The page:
You can find the original interview (audio and transcript) on US National Public Radio here. From the transcript of the interview,

FLATOW [Ira Flatow, Science Friday, radio program host]: Raj, you have a new study that’s out now in the journal Trees, where you were able to make trees keep their needles twice as long as usual. How did you do that?

Dr. LADA: That’s true. We started with – I think the problem itself is widespread, basically. Some people talk about it, some people don’t. And it started with the producer, who sent a shipment of trees to Vancouver, B.C., and turned out to be all the needless dropped, and he has not even paid the check. So that is a severe problem.

And we looked at it as a scientific approach. And any of these physiological things now, any of these abscission or flowering, everything is regulated by hormonal changes in plants or trees, basically. And this is one of it, basically. But nobody knows about it. We didn’t even know that there is such a regulatory process.

FLATOW: Right.

Dr. LADA: We from our other herbaceous plants, like cotton and cut flowers and banana ripening, we know that there is a hormone that triggers and – that ages the cell and triggers the hormone level. And once the hormone level reaches to a certain point, that induces the organ shed, basically, the leaves or the fruits or flower petals or whatever it is that can abscise from their tree or plant.

FLATOW: So this is a natural hormone in the tree that sort of signals the tree to shed its needles.

Dr. LADA: Exactly. This is a natural hormone. We just call it the gaseous hormone. It’s (unintelligible) natural gaseous hormone that is produced by the plant cells, basically, in response to various factors. It could be environment. It could be physical, mechanical manipulations, or any abuse, basically.

FLATOW: What’s the name of the hormone?

Dr. LADA: It’s called ethylene.

The interview is quite interesting but the work has yet to move from the laboratory into the field, i.e., you can’t get a ‘smart’ Christmas tree this year. Still, Dr. Lada does have a tip for this year’s Christmas trees,

FLATOW: I see. And you have studied the effect of Christmas lights on trees?

Dr. LADA: Exactly. And that’s another very interesting story to tell about, especially in the Christmas time. The lights, what we used, you know, people think – sometimes, we turn off the lights, and we put on all kinds of lights, sometimes incandescent lights and sometimes fluorescent lights just on top, sometimes halogen lights beaming on the trees. It looks great, but they – each one of those light spectrum is so different physiologically, and they could alter these metabolic functions critically.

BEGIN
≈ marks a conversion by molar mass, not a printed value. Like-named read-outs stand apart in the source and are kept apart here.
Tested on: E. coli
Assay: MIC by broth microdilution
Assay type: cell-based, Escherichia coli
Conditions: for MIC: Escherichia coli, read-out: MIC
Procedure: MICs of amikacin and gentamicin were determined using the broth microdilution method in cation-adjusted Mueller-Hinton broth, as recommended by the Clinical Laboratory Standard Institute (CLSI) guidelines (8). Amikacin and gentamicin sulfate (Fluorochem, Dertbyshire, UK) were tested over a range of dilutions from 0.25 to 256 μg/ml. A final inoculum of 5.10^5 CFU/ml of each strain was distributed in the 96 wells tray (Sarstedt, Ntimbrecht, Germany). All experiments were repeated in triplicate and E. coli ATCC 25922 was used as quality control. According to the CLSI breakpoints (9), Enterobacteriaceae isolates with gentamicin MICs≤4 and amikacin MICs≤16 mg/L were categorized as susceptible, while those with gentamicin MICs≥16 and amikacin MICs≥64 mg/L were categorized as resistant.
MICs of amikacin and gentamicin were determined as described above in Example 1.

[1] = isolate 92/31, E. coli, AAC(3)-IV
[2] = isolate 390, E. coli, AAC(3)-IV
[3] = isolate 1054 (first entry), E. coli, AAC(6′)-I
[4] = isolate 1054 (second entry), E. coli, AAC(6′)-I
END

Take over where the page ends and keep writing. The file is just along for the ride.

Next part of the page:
So what we identified was we tried to use the recent technology, which is the LED technology, which people use it on Christmas trees all the time. We tested different spectrums – white, blue, red spectrums. And also, we had a control, which were sitting in dark, and also one other control, which were sitting in the gentle, fluorescent light and incandescent light situations.

FLATOW: Mm-hmm.

Dr. LADA: And we found that the white light has got nearly 30, 35 days better needle retention capacity compared to the dark-retained ones, or the controls with the normal lighting.

FLATOW: Wow. So did you get a whole extra month?

Dr. LADA: Oh, we have a whole extra month, basically. Significant…

FLATOW: With the white – with white – would that be like a full-spectrum light?

Dr. LADA: It is a full-spectrum LED, I would say

FLATOW: Wow. And that’s the is that part of the lights you would string on the trees?

Dr. LADA: That’s important to spring, keep that white light in there, basically, especially from the LEDs. You should put more of the white lights in there, basically, rather than the other spectrum.

FLATOW: And so…

Dr. LADA: In fact, the worst performer in our experiment was the blue.

FLATOW: Wow. And so that would seem to say to me that you don’t want to turn your lights off at night. You want to keep them…

Dr. LADA: Absolutely. You should not turn your lights off at night, basically. Because the reason why I’m suggesting is, as you keep them in dark, it started respiring more. And then it’ll use all its carbohydrates that are in the trees, basically. And then it’s – it can be starved to death, (unintelligible).